The anonymous author was obviously passing on Harold Rathbone’s views there. However, the report continued: ‘There is, too, a Welsh boy employed who never had a drawing lesson in his life, but who took the gold cross for originality of design in pottery at the Home Arts and Industries Exhibition last year. This lad is also clever at throwing, handling, and modelling; and is at present employed dipping the red clay vessels into the white slip’. The ‘Welsh boy’ could only have been Jim Bowen, and the fact that he was not one of the decorative artists at the Pottery may account for his name not being known by the reporter. There remains the problem of identifying pieces designed by him, as the initials ‘JB’ have not yet been found. He may simply have not signed his work. Bowen was certainly at the Pottery in 1895, but had presumably left by 1901 when the census gave his occupation as ‘joiner’. His 1911 census description (‘ship joiner’) confirms that after leaving the Pottery, Jim Bowen went to work in the Birkenhead shipyards, like so many others.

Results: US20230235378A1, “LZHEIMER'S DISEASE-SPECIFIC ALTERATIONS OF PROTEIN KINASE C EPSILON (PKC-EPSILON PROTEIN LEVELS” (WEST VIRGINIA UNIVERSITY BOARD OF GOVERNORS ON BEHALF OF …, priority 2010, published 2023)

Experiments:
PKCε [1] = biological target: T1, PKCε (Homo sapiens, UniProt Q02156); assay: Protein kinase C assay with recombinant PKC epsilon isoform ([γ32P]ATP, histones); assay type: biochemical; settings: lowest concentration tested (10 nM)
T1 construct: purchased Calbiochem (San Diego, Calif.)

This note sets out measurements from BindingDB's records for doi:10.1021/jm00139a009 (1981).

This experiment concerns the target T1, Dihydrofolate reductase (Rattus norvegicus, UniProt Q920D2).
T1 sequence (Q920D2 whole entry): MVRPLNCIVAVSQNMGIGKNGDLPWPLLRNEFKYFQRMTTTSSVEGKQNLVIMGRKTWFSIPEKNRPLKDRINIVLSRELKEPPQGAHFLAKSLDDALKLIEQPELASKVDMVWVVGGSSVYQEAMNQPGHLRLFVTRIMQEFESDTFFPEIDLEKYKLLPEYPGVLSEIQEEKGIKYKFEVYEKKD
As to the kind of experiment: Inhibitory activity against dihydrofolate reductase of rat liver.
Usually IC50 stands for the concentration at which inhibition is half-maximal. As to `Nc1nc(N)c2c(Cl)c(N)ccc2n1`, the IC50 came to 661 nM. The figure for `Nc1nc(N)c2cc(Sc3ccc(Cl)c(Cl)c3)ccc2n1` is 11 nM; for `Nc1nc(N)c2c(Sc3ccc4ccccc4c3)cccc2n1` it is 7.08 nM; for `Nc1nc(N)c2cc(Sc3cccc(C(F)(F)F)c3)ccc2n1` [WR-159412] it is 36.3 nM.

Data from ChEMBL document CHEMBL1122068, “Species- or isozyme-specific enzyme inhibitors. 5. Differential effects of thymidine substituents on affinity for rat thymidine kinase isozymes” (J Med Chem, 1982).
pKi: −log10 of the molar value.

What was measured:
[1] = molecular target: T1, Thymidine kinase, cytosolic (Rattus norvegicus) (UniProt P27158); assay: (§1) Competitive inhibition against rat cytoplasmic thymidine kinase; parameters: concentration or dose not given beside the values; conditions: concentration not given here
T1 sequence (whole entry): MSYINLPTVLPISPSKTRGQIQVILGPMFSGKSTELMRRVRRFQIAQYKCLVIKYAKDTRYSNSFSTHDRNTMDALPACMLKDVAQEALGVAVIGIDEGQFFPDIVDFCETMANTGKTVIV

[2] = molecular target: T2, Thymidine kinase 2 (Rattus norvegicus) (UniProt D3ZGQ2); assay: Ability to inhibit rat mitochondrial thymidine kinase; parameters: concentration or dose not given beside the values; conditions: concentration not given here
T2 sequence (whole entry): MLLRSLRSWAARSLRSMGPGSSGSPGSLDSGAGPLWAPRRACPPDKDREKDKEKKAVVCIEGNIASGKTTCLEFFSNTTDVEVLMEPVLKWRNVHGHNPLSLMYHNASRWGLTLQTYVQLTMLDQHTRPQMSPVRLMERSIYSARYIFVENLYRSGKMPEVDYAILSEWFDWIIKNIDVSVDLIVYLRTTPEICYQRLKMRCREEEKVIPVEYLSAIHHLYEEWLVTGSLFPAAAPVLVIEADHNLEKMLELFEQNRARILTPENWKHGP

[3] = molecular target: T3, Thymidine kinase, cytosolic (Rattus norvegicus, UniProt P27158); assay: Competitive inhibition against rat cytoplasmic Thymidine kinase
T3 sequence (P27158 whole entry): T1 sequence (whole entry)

Arthur Bolton Charles Collis mentions an ‘Arthur Bolton’ in his list of Della Robbia workers shortly after 1895, among a group of clay workers. This may have been eldest of five children of Arthur Bolton senior and his wife Mary recorded living at 42 Chesnut Grove, Tranmere in 1901, by which date Arthur Bolton junior was training as a ship’s draughtsman. It is unlikely that he worked for very long at the Pottery, or that he did any decorative work.